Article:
Climate change: Good and bad for wetlands
U.S. scientists say rising levels of carbon dioxide might result in a rise in seal levels but might also help coastal wetlands survive such an event.
Rising atmospheric carbon dioxide is largely responsible for recent global warming and the rise in sea levels, researchers from the Smithsonian Environmental Research Center in Edgewater, Md., and the U.S. Geological Survey said in a paper. But they said they also determined the increase in CO2 might counterbalance some of its negative effects on wetlands.
Coastal wetlands, the researchers said, must build upward through an accumulation of mineral and organic matter to maintain a constant elevation relative to water levels, otherwise they will drown and disappear. Climate change, however, is causing acceleration in the rise of sea level, which would seemingly put wetlands at risk of excessive flooding.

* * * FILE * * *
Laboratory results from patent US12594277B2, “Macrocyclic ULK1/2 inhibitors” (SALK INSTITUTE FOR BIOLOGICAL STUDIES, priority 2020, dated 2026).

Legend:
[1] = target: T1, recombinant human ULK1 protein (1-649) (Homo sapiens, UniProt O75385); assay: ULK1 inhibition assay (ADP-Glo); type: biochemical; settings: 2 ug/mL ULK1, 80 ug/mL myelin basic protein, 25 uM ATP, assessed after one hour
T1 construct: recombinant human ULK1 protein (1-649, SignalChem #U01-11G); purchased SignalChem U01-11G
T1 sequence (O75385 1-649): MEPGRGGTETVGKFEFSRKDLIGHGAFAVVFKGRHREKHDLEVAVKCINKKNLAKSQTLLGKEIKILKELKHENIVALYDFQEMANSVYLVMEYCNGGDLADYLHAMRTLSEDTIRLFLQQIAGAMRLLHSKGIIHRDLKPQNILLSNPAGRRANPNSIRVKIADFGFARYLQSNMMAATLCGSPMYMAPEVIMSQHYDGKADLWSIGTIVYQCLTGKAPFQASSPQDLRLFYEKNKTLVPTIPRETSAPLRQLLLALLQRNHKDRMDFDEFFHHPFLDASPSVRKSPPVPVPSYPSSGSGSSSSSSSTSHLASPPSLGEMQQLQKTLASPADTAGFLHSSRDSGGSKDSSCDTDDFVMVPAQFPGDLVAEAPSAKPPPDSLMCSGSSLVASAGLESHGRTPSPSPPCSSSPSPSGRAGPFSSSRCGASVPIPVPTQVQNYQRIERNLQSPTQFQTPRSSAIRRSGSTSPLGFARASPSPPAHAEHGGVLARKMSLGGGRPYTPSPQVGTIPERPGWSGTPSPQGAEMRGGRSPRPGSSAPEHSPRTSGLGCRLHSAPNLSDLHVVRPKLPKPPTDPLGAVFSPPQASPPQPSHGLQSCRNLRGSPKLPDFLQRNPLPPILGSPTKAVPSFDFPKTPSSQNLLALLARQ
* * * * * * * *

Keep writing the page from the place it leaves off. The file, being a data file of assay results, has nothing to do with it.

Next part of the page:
Our findings show that elevated CO2 stimulates plant productivity, particularly below ground, thereby boosting marsh surface elevation, said Adam Langley, the paper’s lead author.
The researchers said their findings are important because the loss of wetlands threatens critical services the ecosystems provide, such as supporting commercially important fisheries, providing wildlife habitat, improving water quality and buffering human populations from oceanic forces.
The study that included Patrick Megonigal appears in the March 23 issue of the Proceedings of the National Academy of Sciences.